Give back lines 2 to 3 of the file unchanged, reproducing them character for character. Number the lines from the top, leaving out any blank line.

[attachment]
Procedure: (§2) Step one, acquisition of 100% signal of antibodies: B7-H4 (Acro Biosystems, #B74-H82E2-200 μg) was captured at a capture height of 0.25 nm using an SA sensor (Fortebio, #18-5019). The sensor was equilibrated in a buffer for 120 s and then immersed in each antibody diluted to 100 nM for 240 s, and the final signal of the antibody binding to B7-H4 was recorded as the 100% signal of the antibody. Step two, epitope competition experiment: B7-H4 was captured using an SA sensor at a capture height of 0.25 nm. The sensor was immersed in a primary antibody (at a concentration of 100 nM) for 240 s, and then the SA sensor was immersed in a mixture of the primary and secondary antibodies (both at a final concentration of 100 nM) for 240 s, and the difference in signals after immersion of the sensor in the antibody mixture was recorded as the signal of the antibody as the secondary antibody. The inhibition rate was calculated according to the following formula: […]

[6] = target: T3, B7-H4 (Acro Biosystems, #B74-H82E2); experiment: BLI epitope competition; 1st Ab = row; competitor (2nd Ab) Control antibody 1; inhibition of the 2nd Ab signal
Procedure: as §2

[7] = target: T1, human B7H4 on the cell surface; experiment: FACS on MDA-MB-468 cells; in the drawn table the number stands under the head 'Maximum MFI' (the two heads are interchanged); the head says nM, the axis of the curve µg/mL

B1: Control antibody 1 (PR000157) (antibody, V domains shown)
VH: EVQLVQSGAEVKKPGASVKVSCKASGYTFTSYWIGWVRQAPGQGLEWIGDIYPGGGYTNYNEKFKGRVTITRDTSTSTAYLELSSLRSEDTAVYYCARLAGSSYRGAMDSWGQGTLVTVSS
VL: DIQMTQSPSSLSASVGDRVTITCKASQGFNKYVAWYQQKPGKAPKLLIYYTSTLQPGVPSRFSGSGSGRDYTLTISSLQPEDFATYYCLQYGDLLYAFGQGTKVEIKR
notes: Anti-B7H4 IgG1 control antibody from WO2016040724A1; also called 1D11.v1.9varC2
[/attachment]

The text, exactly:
[6] = target: T3, B7-H4 (Acro Biosystems, #B74-H82E2); experiment: BLI epitope competition; 1st Ab = row; competitor (2nd Ab) Control antibody 1; inhibition of the 2nd Ab signal
Procedure: as §2